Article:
to pay a barrel of saltpetre, and deliver to the archbishop the
remainder at a certain price.

The succeeding archbishop, Frederick, let, in 1460, to a burgher of
Halle, all the earth and saltpetre that could be collected in the
bailiwick of Gibicherstein, for four years, at the annual rent of a
given quantity of refined saltpetre. Bishop Ernest, in 1477, let, for
his time, the privilege of collecting saltpetre. In 1544, saltpetre
was collected, in the same manner, from the rubbish before the
gates of Halle; and in the year following, the magistrates of Halle
erected a powder mill, and had saltpetre works. John VI, archbishop
of Triers, granted similar privileges in 1560. The saltpetre regale,
was long known, and confirmed by a Brandenburgh decree in 1583.

Old walls, and the vicinity of stables, frequently exhibit saltpetre
in the state of efflorescence. It was the ancient _scrophula contra
lapides_, represented as a kind of leprosy. For the spontaneous
production of nitre, animal and vegetable substances, in a state of
decomposition, and the presence of dry atmospheric air are necessary.
That lime, and the calcareous carbonates also promote its formation,
there can be no doubt.

Notwithstanding the large quantity of saltpetre collected in the East
Indies, we are told, that two-thirds of the whole are annually sent
into China, and other parts of Asia, to make artificial fire-works.
The pyrotechny of the Chinese is said to be very perfect; in variety
and beauty, some writers assert they exceed all other nations. There
is a natural nitre bed at Apulia, near Naples, which affords 40
per centum of nitre. Pelletier, (_Ann. de Chim._ tome xxii.) has
published an analysis. The cavity of Molfetta is one hundred feet
deep, containing grottos or caverns. Nitrate of potassa is found
in the interior, in efflorescence or crusts, attached to compact
limestone. On removing these efflorescences, others appear. The soil
in this cavity is richly impregnated with nitre.

In Switzerland, the farmers extract an abundance of saltpetre from
the stalls under their cattle. During the American revolution, when
every expedient was resorted to, to obtain a supply of this article,
the floors of tobacco houses, &c. were dug up and lixiviated. In the
reign of Charles the First, certain patentees were authorised to dig
up the floors of all dove-houses, stables, &c. the floors being again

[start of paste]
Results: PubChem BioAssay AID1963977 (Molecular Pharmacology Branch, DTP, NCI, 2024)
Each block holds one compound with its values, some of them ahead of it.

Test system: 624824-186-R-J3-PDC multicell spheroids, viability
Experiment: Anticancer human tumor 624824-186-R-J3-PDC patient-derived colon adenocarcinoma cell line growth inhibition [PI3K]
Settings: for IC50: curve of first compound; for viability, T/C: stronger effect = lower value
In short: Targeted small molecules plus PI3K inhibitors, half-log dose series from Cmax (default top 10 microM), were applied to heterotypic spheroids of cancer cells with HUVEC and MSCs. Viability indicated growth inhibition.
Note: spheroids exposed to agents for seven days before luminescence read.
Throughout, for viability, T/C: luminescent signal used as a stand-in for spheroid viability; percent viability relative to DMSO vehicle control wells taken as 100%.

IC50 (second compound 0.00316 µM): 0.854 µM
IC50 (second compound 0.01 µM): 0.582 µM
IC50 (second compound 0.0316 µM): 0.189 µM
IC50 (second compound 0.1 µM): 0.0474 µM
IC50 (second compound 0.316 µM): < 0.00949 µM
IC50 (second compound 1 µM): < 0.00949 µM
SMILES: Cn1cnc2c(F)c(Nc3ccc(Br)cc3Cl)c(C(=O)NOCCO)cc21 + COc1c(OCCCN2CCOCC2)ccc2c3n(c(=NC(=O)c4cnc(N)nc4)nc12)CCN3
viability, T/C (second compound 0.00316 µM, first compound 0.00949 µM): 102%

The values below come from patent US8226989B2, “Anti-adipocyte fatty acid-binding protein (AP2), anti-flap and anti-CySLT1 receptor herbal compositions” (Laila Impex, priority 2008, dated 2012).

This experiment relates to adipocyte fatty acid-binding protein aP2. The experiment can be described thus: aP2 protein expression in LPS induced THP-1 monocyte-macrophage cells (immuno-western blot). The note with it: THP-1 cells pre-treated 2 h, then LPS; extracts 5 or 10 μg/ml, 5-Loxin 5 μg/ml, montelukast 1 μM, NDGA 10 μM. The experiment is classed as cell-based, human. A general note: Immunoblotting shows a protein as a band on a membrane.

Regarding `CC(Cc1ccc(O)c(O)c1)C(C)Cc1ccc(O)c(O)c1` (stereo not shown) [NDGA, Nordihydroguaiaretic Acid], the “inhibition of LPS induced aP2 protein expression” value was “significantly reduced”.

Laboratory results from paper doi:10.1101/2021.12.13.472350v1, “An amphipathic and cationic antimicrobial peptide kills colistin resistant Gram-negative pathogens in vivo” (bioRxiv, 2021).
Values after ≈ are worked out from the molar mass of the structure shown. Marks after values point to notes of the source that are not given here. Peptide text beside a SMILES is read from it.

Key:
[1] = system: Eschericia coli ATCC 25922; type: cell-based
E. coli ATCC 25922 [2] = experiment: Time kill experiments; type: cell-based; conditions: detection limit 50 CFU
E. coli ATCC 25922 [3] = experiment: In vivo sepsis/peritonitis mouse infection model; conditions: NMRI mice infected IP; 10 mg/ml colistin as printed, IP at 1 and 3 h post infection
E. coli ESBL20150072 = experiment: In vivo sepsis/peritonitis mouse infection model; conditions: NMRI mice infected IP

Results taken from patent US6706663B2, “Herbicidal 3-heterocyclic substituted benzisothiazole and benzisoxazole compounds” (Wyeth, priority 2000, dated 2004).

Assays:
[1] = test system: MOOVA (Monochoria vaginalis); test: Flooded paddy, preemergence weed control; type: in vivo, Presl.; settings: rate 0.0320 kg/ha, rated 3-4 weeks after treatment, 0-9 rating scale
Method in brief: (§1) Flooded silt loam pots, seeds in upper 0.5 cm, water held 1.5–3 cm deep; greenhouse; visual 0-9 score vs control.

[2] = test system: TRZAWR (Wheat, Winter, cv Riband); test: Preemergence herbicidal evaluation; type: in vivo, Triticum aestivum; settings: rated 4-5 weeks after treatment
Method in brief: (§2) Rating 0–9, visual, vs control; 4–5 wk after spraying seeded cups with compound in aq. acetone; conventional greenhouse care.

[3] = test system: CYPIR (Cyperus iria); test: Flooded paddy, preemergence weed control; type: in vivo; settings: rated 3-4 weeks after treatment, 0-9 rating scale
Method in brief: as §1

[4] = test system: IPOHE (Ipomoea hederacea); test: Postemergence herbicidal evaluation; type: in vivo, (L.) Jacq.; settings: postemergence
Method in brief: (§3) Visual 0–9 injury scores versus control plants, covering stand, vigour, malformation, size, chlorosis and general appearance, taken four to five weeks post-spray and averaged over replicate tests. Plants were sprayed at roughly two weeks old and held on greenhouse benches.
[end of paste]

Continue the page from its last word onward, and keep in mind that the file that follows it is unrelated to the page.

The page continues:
laid with mellow earth.

The Ukraine, Podolia, Hungary, Spain, Italy, Peru, and India, furnish
more or less of this salt, which is extracted by lixiviating the
earths that compose the soil. The springs, in particular districts of
Hungary, contain it.

We are informed, (_Ann. de Chim._ xx. 298,) that, during the second
and third years of the French Republic, the government required
every district to send two intelligent young persons to Paris. This
convocation, consisting of nearly eleven hundred persons, received
regular instruction from their first chemists, partly concerning
the manufacture of cannon, and partly respecting the manufacture
of saltpetre and gunpowder. This body of pupils was afterwards
distributed among the different establishments in proportion to their
abilities, and saltpetre was soon furnished in abundance.

In the United States, we have an abundant source of saltpetre in
the _nitre caves_ of the western country. There is now no occasion
for lixiviating the soil of tobacco houses, or of stables, or the
refuse of old buildings, the preparation of artificial nitre beds, as
adopted in France, or for any other expedient, to furnish a supply
of saltpetre; these caverns, which are calcareous, producing it
in great abundance. The _earth_ of these caves does not, however,
contain pure nitrate of potassa, but generally a mixture of this
salt and nitrate of lime, a calcareous nitrate which constitutes the
principal part. The latter is changed into nitrate of potassa, as we
shall observe more particularly hereafter, by making a lixivium of
the earth in the usual manner, and passing it through wood ashes. The
alkali, which the latter contains, decomposes the nitrate of lime, by
uniting with the nitric acid; hence the fluid, which passes through,
is nitrate of potassa or saltpetre. This is evaporated, and suffered
to crystallize. It is then the _crude, or rough nitre_, which is